Pacifists, Bushisms 

Looking on the bright side of a tragedy, President George Bush recently pointed out in a report to Congress that the attacks of Sept. 11 “opened vast, new opportunities” for this country.

“We can build fruitful habits of consultation, quiet argument, sober analysis, and common action. In the long-term, these are the practices that will sustain the supremacy of our common principles and keep open the path of progress,” noted the prez in his National Security Strategy report issued last month.

Of course, there’re bound to be a few bumps on that road to progress.

As attorney Tom Stephens argued last Friday at a meeting of local peace activists, “The U.S. government’s latest attempt to exploit these opportunities for world domination, in their drive to attack Iraq, is illegal under the well-established principles of international law.”

Not that such nuances matter much to our esteemed leader, whose deep thoughts gush out in such a torrent that Slate’s Jacob Weisberg has been able to publish a second collection of “Bushisms.”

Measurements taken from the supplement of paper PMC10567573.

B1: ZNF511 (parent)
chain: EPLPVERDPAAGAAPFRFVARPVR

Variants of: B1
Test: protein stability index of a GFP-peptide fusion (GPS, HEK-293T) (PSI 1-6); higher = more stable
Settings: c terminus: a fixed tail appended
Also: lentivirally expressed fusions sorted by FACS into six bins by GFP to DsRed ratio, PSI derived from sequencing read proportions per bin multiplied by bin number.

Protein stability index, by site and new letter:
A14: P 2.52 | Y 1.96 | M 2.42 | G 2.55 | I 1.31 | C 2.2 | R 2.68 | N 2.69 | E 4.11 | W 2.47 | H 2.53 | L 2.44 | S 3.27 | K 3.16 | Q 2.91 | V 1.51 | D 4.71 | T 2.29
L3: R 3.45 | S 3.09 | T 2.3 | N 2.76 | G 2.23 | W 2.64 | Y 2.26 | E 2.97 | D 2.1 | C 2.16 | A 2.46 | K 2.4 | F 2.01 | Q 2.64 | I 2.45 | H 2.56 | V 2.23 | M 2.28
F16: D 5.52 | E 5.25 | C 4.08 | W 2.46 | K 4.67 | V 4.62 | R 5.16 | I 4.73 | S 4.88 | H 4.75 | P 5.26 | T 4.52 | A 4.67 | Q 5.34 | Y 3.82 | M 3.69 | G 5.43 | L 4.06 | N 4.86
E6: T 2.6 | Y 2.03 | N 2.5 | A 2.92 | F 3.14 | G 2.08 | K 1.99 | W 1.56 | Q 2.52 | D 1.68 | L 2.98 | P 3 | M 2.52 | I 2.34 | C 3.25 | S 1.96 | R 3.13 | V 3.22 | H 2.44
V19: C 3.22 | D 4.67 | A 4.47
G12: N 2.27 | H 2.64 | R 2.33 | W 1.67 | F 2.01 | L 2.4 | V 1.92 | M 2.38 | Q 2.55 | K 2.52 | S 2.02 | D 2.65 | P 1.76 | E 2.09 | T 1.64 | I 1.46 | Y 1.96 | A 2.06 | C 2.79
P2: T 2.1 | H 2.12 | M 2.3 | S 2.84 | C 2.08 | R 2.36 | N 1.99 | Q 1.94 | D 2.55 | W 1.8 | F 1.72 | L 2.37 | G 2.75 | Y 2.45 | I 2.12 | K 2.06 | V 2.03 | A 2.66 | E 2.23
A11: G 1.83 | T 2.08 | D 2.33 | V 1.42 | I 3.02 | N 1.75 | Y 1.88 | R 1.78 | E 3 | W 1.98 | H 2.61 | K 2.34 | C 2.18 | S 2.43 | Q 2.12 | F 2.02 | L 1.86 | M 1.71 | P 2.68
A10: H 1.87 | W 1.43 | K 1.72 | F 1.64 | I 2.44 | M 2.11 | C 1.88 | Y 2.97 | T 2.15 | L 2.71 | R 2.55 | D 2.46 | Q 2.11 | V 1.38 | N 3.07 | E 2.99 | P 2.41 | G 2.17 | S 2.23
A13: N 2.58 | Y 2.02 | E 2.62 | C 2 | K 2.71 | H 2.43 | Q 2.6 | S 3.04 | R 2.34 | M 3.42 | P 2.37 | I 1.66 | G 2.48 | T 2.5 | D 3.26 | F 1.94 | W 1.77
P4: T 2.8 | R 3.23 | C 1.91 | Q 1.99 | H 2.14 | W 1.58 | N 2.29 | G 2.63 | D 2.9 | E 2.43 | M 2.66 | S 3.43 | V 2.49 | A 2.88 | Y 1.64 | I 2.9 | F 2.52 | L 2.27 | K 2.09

Seeking assurance that America will have the collective fortitude to go it alone if need be, News Hits thumbed through Weisberg’s new paperback (More George W. Bushisms: More of Slate’s Accidental Wit and Wisdom of Our 43rd President, Simon & Schuster, $9.95), finding solace in such profundities as: “Our nation must come together to unite.”

Truer words were never spoken.

But don’t underestimate the challenge we face. Again, quoth GWB: “Redefining the role of the United States from enablers to keep the peace to enabler to keep the peace from the peacekeepers is going to be an assignment.”

Damn straight.

However, it’s not just a matter of busting a few international laws. As Bishop Thomas Gumbleton pointed out to the pacifists at Detroit’s Central United Methodist Church, “the idea of morally justified war has been an accepted Christian concept for some 1,500 years. But in this case, there’s no legitimate moral reason to sanction the spilling of Iraqi blood.

“We must not allow this war to go forward,” he said.

Maybe so. But arguments of law and morality are unlikely to deter a president who once observed: “I know what I believe. I will continue to articulate what I believe and what I believe — I believe what I believe is right.”

How can you argue with logic like that?

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